“First Amendment freedoms don’t go on a holiday break,” said Aaron Baer, president of Citizens for Community Values, which operates the Ohio Christian Education Network. “The Lucas County Health Department has not only violated the religious liberty rights of Christian schools and students by denying them the right to provide religious instruction, but they’ve threatened the mental health and futures of Lucas County children.”

Baer accused the Lucas County Health Department of abiding by double standards when it comes to coronavirus restrictions: “Despite all the medical evidence and experts that continue to say one of the safest places for children to be is in school, Lucas County has taken aggressive action to deny children the right to in-person education. Meanwhile, they’ve let casinos, strip clubs, liquor stores, and concerts continue. We cannot sit idly by while children and freedoms are being harmed.”

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The complaint references comments made by Dr. Robert Redfield, the director of the Centers for Disease Control, who asserted that “the truth is, for kids K-12, one of the safest places they can be, from our perspective, is to remain in school,” describing it as “counterproductive … from a public health point of view, just in containing the epidemic, if there was an emotional response to say, ‘Let’s close the schools.’”

Baer elaborated on his concerns in a video published Tuesday: “This order is a direct affront to our First Amendment religious liberties. These schools are not just about forming children in their academic performance but also forming them in the image of God, teaching them religious instruction. It’s interwoven in everything they do, in all of their classes, just like our faith is for all Christians.”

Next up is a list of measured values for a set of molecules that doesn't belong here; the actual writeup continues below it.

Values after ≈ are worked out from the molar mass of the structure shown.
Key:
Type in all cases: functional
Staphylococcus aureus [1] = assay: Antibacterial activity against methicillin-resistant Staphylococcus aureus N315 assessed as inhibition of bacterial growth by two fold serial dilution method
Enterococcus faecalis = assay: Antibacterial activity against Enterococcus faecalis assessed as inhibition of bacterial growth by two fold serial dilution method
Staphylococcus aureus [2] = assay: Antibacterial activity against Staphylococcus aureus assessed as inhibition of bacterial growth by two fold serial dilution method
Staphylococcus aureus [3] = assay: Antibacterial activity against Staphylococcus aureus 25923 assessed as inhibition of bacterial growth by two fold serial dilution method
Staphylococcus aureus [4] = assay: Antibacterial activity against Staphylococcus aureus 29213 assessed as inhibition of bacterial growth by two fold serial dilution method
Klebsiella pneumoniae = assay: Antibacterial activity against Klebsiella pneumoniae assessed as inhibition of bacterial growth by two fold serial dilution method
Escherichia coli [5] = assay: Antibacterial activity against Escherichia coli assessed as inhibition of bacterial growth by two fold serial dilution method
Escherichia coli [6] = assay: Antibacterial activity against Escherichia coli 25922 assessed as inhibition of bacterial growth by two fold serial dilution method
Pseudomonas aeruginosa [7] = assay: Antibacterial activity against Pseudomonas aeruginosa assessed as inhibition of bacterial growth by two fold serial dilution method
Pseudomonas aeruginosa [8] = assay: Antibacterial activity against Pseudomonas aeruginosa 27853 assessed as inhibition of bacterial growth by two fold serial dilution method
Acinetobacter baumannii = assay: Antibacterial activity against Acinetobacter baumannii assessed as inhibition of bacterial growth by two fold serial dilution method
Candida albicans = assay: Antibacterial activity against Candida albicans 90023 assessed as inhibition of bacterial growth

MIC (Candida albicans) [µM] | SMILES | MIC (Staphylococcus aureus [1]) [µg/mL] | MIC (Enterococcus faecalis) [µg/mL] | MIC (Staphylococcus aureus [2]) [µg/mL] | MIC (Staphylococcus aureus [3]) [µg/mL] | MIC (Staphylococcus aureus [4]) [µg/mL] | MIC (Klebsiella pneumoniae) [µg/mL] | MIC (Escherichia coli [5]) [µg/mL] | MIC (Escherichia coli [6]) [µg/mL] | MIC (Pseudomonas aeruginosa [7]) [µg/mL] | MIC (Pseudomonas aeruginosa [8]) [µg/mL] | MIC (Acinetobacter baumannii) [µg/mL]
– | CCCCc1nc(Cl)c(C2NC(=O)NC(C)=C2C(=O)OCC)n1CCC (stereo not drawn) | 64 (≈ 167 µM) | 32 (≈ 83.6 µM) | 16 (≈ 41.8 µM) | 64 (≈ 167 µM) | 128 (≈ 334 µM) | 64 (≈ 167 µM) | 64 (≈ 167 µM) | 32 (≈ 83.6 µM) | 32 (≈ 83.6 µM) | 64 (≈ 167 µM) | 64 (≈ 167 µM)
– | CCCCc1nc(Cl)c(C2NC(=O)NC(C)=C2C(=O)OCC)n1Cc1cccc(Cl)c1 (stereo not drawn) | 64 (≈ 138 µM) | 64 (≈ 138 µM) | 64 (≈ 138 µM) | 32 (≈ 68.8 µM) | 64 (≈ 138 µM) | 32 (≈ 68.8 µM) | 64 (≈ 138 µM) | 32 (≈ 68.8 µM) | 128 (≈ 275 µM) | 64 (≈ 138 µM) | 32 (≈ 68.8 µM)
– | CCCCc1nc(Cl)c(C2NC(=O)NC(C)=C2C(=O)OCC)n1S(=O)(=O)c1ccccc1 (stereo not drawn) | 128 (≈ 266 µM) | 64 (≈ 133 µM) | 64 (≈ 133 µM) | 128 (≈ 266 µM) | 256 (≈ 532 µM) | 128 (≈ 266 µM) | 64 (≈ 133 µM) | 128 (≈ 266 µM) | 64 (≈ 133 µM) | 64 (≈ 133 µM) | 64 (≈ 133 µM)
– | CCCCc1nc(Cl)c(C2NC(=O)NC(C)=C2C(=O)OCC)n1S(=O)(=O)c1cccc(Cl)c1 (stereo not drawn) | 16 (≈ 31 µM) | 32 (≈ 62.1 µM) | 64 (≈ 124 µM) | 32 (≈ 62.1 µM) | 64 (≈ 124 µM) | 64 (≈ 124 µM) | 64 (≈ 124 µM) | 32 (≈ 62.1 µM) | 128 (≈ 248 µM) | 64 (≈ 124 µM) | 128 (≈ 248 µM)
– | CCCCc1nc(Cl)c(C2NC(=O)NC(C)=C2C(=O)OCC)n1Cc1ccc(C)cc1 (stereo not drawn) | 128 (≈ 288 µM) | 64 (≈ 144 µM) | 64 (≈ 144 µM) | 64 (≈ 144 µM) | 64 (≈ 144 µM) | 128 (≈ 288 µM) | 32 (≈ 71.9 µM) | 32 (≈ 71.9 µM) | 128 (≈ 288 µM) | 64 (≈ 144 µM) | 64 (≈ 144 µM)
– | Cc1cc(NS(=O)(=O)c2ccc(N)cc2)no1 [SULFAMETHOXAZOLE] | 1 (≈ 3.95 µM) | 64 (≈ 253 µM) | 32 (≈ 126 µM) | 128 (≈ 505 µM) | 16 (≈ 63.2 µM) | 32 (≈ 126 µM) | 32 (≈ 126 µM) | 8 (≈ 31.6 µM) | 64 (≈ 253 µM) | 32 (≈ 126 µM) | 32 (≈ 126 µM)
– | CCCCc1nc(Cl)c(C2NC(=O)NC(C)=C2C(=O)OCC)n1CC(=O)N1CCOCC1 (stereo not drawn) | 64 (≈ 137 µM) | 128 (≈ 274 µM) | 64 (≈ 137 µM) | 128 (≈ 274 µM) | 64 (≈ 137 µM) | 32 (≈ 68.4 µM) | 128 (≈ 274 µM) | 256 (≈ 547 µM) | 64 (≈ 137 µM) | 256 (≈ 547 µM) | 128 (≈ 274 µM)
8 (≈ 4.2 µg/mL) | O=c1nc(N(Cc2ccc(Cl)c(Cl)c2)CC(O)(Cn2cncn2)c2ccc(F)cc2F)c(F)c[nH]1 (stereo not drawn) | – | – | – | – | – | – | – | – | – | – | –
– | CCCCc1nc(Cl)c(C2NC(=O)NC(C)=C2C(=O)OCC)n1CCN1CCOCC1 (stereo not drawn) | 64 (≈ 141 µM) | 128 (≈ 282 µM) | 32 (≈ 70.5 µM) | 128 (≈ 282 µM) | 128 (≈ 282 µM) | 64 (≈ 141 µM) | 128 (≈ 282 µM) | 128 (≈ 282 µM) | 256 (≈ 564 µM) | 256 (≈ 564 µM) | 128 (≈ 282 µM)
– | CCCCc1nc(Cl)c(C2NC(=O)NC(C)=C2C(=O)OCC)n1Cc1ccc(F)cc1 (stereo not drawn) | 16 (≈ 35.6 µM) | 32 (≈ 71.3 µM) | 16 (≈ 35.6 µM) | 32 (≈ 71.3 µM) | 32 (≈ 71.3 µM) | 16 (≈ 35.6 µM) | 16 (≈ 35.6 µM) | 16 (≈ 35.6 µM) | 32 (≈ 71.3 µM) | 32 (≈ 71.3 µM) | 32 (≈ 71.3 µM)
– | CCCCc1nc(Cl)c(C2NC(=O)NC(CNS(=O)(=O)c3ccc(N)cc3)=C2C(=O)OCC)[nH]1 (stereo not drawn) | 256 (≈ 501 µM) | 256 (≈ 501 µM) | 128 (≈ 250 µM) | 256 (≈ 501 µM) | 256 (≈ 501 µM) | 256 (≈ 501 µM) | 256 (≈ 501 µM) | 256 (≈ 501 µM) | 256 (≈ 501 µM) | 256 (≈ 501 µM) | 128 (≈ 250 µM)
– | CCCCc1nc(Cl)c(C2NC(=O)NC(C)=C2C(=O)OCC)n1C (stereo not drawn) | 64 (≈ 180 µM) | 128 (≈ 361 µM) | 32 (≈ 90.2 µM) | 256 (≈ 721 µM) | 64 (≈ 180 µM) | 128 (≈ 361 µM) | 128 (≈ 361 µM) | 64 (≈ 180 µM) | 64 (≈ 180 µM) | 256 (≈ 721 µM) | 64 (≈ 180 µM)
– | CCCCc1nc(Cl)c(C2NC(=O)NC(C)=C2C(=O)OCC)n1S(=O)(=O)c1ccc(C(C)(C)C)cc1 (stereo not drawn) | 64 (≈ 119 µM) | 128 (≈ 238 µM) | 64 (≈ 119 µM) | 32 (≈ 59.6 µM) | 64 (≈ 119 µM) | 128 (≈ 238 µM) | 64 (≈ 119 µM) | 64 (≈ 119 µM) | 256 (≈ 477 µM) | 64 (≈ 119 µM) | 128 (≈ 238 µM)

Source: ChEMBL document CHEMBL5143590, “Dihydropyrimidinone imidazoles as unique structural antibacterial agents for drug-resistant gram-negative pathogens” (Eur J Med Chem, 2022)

Brian Fox, attorney for the Ohio Christian Education Network, wrote a letter to Eric Zgodzinski, secretary of the Lucas County Regional Health Board of Directors, on Nov. 30, four days before the six-week ban on secondary education was slated to take effect. He urged the board to reconsider its decision to mandate the closure of secondary schools and offered the opportunity to resolve the concerns of his clients without resorting to legal action.

“Well-intended as the restrictions may be, the Resolution is unconstitutional because it lacks a narrowly tailored, compelling governmental interest to violate the First Amendment rights of Member Schools to freely exercise their religion,” Fox wrote.

“If the resolution is enforced through January 11th, Member Schools will be effectively barred from: (i) providing daily in-person mentorship and training of religious values for several grade levels (inarguably less effective in a virtual context), (ii) engaging in corporate prayer throughout the day, (iii) collectively sharing musical worship and communal recognition, and (iv) spiritually encouraging and praying for individual students (who may be profoundly suffering through the isolation of this pandemic,” he warned.

Fox maintained that “each of these religious rights and responsibilities is sacred to Member Schools and the families who choose private religious education, and – as a consequence – are guaranteed by the First Amendment.”

He further cited numerous studies detailing “the profound negative consequences forced quarantine and isolation causes among their demographic” as part of the plea to convince the health department to reconsider its decision.

“Across the country, this age group has seen exponential increases in severe depression, anxiety disorders, suicide attempts, substance abuse problems, and mental health-related pediatric emergency department visits,” he said, while pointing to the schools as a source of students’ “purpose, faith, and abiding hope.”